Taking the successful Resident Evil formula and implanting it into a Sengoku period Japan setting, Onimusha: Warlords was quite a hit when it originally released on PS2 way back in 2001.
A year later, the game also found its way onto the original Xbox. Bolstered with additional features and new content, Genma Onimusha, as it was called, was arguably bigger and better. And now, there’s a newly remastered version of Onimusha: Warlords available for PS4, Xbox One, Switch and PC. It isn’t based on Genma Onimusha unfortunately though, instead taking things back to basics.
So, whether you play Onimusha: Warlords on PS4, Xbox One, Switch or PC, you won’t be collecting any green orbs to grant yourself temporary invulnerability, or making use of a three-tier charged attack system. You won’t be visiting any areas that weren’t in the original release, either. But you know what? It doesn’t really matter all that much; Onimusha: Warlords is still a great deal of fun to play without them. Even though its gameplay is now a little rough around the edges.
Placing you primarily in control of a samurai called Samanosuke Akechi, Onimusha: Warlords finds you racing to rescue a princess from the clutches of demons. With its pre-rendered backgrounds and fixed camera angles, it plays very much like an old Resident Evil title, but thanks to its feudal setting, it’s much more action-focused. Though that’s not to say that Onimusha: Warlords doesn’t have its fair share of horror; its environments simply ooze atmosphere, and there are enough ghastly foes to keep you on the edge of your seat. There are plenty of puzzles, too, that often result in your death if you don’t keep your wits about you.
I remember playing both Onimusha: Warlords and Genma Onimusha upon release, as well as their sequels, and wondered if this remaster would still strike a chord with me after all these years. Cinematic games have progressed so much over the last 18 or so years, and it left me worrying that Onimusha: Warlords would now feel like a relic of a bygone era. Within 30 minutes of playing the game, however, I was both relieved and surprised. Yes, Onimusha: Warlords is dated in a myriad of ways, but in others it feels so fresh.
The game’s original tank controls are now complemented by optional free movement, and its fixed camera angles now feel quaint. At one point we were all excited about games becoming fully 3D so we could move the camera around ourselves to get a better view of the action, and then it inevitably happened. But along the way, something was lost. Onimusha: Warlords‘ fixed camera angles really do give it a cinematic feel, and they also allow it to create tension and a fear of the unknown. After once again experiencing the joy of Onimusha: Warlords, I’m left hoping that more horror games will go back to using fixed angle cameras as a design choice.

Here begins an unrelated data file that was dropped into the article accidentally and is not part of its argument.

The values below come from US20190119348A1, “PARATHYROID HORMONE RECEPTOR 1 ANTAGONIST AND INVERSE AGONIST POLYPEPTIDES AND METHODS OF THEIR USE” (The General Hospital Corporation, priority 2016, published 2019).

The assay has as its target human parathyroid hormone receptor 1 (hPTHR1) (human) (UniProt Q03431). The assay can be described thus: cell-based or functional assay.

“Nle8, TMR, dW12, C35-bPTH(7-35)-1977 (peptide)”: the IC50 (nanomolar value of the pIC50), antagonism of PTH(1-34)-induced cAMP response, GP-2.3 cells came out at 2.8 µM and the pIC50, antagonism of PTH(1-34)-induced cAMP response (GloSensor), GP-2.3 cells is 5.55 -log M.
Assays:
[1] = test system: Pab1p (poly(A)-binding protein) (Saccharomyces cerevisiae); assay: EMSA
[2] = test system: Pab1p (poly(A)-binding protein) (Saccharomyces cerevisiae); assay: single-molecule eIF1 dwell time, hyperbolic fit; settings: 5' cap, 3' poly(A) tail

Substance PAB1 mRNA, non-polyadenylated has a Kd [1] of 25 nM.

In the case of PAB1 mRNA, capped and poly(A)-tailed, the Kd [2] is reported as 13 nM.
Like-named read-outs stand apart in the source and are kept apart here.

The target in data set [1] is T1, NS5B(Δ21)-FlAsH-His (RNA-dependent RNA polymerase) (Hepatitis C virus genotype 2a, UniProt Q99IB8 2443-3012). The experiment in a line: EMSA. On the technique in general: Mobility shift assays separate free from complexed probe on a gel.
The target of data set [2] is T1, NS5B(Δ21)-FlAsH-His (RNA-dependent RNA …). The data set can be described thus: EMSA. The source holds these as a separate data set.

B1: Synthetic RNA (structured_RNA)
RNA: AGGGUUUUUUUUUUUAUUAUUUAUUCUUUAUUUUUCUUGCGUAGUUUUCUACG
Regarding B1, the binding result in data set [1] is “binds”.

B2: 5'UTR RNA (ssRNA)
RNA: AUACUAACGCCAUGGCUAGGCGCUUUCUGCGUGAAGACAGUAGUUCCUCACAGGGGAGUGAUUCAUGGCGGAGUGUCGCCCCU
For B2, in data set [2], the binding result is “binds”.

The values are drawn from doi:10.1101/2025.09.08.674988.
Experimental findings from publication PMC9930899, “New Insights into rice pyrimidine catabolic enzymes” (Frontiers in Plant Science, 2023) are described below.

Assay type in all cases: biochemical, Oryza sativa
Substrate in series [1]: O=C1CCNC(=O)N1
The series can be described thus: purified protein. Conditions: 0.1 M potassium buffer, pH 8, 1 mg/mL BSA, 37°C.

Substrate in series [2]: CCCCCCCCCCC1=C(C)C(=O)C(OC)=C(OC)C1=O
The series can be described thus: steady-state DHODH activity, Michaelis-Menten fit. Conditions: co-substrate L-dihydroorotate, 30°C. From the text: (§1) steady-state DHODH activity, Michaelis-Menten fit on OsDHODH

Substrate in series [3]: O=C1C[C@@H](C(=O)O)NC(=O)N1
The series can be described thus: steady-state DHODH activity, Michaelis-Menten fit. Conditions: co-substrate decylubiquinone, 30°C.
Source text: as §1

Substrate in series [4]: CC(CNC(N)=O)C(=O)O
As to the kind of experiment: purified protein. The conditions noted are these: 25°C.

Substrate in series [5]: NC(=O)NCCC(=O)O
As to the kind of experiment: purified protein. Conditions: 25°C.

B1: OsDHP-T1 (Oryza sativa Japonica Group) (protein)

In 2019, Onimusha: Warlords doesn’t look all that great despite being touched up here and there, and its voice acting is all over the place. Yet I still found myself gripped while playing it. It’s not the biggest game in the world – you can complete it in less than three hours if you know what you’re doing – but that just encourages you to play through it again on a harder difficulty or under specific conditions. It’s a short adventure filled with horror, action and some fiendish puzzles; free of the bloat that comes included in many modern titles to artificially expand playtime. It feels enjoyably concise.
Many gameplay aspects of Onimusha: Warlords feel a bit old compared to modern releases, but few of them detract from game’s ability to entertain you. The worst is undoubtedly the game’s ranged combat. While Onimusha: Warlords‘ auto-targeting system can easily be worked around when engaging in close combat, dealing with enemies just out of your reach with ranged weapons can be a real pain. Firstly, switching weapons without going into a menu can be problematic as you have to stand perfectly still to do so. Then, when you do have a ranged weapon equipped, the game’s auto-targeting system will often work against you when there are multiple enemies onscreen, switching between them willy-nilly of its own accord.
Instead of making you throw away your controller in a fit of rage, though, you end up working around Onimusha: Warlords‘ ranged combat woes, taking out all enemies you can eliminate with your melee weapons before drawing your bow or rifle. Or, you simply accept that you’re going to get hit a time or two before a distant enemy is vanquished. It’s sometimes a little frustrating, but that’s just how it is. There’s nothing that feels broken or unduly troublesome in Onimusha: Warlords despite its age.
Launching at a budget price, I truly am glad that Onimusha: Warlords has found its way onto current gen-consoles and PC. While its visual presentation isn’t going to impress you, its new soundtrack proves to be a rousing affair. But most importantly, its gameplay still has hooks. Carefully balancing atmospheric exploration, strategic combat and brain-teasing puzzles, Onimusha: Warlords never feels like a chore to play. It doesn’t stretch itself too thin, and I appreciate that now more than ever.